I’m glad were on the same page when it comes to calling on the Senate Judiciary Committee to ask probing questions of Supreme Court nominee Elena Kagan at the upcoming confirmation hearings.
All we’ve seen so far are these staged ‘grip-and-grin’ meetings on Capitol Hill with members of the Senate.
And there’s growing criticism over how the White House is going to new limits to control the process – even producing a White House “interview” with Kagan – trying to give the impression that this is some sort of newsworthy interview with the nominee – a move that was soundly and correctly rejected by members of the news media.
Barry, the fact is there’s still much to learn about this nominee. Although, with each passing day, there are more reports about her writings in the past.
I do want to know more about the position she took in a 1996 article in the University of Chicago Law Review entitled, “Private Speech, Public Purpose: The Role of Governmental Motive in First Amendment Doctrine.”
In the piece, she argued the Supreme Court should be focused on ferreting out improper government motives when deciding First Amendment cases, arguing that the government’s reasons for restricting free speech were what mattered most and not necessarily the effect of those restrictions on speech.
And in arguments before the high court last fall in the Citizens United case in which she argued that the government could prohibit political speech by corporations – an argument rejected by the Court – Kagan’s position on the First Amendment was sharply criticized by Chief Justice John Roberts:
“The Government urges us in this case to uphold a direct prohibition on political speech. It asks us to embrace a theory of the First Amendment that would allow censorship not only of television and radio broadcasts, but of pamphlets, posters, the Internet, and virtually any other medium that corporations and unions might find useful in expressing their views on matters of public concern,” wrote Roberts. “Its theory, if accepted, would empower the Government to prohibit newspapers from running editorials or opinion pieces supporting or opposing candidates for office, so long as the newspapers were owned by corporations–as the major ones are. First Amendment rights could be confined to individuals, subverting the vibrant public discourse that is at the foundation of our democracy.”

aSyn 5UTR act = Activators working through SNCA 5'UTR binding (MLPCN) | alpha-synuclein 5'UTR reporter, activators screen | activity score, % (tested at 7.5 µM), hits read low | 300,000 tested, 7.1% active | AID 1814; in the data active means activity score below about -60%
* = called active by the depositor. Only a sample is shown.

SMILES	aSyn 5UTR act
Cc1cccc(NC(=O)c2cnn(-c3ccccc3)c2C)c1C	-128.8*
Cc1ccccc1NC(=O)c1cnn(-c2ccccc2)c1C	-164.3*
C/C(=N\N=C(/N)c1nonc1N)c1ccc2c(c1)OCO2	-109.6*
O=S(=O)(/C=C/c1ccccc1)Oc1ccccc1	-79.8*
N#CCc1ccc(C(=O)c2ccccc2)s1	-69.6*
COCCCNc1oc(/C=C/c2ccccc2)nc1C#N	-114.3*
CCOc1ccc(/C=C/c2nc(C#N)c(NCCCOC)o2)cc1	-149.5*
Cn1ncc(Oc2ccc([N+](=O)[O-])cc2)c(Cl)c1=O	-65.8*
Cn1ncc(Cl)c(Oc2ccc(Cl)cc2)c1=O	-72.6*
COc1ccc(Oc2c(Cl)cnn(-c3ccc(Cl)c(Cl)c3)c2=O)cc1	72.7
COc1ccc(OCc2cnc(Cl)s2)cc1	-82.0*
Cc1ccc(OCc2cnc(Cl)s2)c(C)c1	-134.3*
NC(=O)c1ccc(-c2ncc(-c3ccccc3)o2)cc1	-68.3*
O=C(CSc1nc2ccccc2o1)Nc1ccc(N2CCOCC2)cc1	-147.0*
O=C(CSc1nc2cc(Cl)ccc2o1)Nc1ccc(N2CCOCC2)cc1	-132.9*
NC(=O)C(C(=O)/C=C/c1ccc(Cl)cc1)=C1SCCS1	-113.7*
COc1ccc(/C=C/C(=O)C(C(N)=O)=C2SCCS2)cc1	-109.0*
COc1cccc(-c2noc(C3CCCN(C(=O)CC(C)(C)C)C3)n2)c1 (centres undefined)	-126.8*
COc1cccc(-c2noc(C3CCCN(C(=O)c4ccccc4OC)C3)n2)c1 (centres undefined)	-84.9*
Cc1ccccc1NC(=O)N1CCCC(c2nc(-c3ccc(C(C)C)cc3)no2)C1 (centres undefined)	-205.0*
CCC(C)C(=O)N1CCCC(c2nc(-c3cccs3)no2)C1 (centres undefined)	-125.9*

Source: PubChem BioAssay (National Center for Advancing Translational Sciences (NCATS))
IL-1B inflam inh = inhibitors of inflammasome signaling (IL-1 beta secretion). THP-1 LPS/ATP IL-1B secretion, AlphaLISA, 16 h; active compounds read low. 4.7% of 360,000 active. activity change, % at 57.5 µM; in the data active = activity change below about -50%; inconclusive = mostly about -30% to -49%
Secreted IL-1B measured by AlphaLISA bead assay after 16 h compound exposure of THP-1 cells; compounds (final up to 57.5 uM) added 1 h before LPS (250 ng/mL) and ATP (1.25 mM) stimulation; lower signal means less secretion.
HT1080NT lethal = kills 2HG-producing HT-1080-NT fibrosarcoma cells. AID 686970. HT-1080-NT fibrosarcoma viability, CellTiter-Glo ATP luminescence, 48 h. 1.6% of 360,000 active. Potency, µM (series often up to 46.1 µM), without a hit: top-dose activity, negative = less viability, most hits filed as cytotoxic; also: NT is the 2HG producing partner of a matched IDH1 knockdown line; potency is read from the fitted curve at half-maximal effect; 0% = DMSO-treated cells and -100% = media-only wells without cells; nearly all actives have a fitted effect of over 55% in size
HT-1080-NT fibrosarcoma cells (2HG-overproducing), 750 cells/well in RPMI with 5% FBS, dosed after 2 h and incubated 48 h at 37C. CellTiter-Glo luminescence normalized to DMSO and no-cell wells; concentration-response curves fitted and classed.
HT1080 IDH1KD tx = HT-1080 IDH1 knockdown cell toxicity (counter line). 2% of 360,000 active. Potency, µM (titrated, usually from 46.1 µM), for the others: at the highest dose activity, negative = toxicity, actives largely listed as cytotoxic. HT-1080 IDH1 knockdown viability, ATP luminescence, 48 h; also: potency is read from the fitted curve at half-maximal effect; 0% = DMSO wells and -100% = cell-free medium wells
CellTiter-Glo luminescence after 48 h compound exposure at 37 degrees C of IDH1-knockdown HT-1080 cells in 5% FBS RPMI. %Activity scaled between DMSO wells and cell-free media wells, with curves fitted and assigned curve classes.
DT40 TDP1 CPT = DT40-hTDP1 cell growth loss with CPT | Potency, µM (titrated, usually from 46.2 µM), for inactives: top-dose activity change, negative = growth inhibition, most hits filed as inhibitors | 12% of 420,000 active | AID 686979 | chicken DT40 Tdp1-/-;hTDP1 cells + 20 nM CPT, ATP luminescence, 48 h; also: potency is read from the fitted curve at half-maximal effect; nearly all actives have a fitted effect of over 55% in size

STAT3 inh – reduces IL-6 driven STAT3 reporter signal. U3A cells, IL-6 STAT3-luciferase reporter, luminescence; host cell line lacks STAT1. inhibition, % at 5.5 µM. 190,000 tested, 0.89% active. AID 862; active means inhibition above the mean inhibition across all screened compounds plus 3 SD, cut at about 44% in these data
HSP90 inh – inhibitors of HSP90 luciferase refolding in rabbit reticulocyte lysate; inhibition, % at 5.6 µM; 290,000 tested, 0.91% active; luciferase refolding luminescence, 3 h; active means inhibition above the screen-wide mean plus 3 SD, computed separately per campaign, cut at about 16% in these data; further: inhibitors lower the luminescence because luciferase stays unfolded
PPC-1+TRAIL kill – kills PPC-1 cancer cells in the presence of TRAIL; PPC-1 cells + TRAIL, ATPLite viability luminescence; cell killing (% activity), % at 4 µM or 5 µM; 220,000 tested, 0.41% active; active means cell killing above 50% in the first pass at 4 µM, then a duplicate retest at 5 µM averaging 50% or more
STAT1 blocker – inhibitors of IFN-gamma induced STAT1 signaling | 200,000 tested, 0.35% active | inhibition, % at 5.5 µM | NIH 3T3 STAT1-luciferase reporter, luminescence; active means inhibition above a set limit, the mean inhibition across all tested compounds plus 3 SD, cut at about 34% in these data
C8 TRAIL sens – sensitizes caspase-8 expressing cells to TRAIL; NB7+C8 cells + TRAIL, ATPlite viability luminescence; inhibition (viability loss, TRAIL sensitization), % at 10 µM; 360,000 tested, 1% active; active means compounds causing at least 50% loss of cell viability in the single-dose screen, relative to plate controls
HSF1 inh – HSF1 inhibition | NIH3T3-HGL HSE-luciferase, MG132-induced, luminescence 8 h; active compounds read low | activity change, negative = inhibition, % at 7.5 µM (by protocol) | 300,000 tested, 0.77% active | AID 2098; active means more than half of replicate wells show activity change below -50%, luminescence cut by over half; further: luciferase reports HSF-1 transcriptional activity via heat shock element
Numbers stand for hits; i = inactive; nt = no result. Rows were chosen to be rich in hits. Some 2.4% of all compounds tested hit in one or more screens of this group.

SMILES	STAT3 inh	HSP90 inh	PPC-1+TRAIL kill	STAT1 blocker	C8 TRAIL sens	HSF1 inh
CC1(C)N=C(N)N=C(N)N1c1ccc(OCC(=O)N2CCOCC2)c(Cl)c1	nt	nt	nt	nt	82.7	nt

Granted, in that case, as Solicitor General, it was her job to defend the federal campaign finance law. But, clearly, we need to know how she interprets the First Amendment.
And, then there’s the issue of abortion. Sen. Susan Collins (R-Maine) said that Kagan told her that she considered Roe v. Wade to be “settled law.” There’s certain to be more questioning about this during the confirmation hearings. And there should be.
Planned Parenthood, the nation’s largest abortion provider, isn’t waiting for the hearings. The organization already has endorsed Kagan without hesitation – its statement of support coming the day the nomination was announced.
And while it’s true that Kagan does not have much of a public “paper trail” on church/state issues, or any other issues for that matter, we really need to see what some are calling a “very long paper trail” from her work in the White House Counsel’s Office for President Clinton during 1995-96.
Let’s not forget that in 2005, when John Roberts was nominated to the high court, minority Democrats wanted to see papers Roberts had written while serving in the Reagan White House Counsel’s Office in the mid-1980s. President Bush complied, and the Judiciary Committee was given more than 50,000 pages of material detailing Roberts’ positions on many issues – including civil rights, the separation of powers and school prayer.
Right now, some Senate Democrats are dodging the question about whether the Obama Administration should make those records available.
Let’s hope the Kagan papers are made public for all to see.
In some of the closed-door meetings with Senators this week on Capitol Hill, Kagan stood by her criticism of the confirmation process saying the hearings can be a “charade.”
The fact is that America can’t afford to have these confirmation hearings become a “charade.” We need to know more about this nominee – more about her judicial philosophy – more about her views on the Constitution and the rule of law. We need tough questions and direct answers.
As Senator Jeff Sessions of Alabama, a member of the Judiciary Committee, put it: “It is a confirmation, it’s not a coronation.”
We will see.
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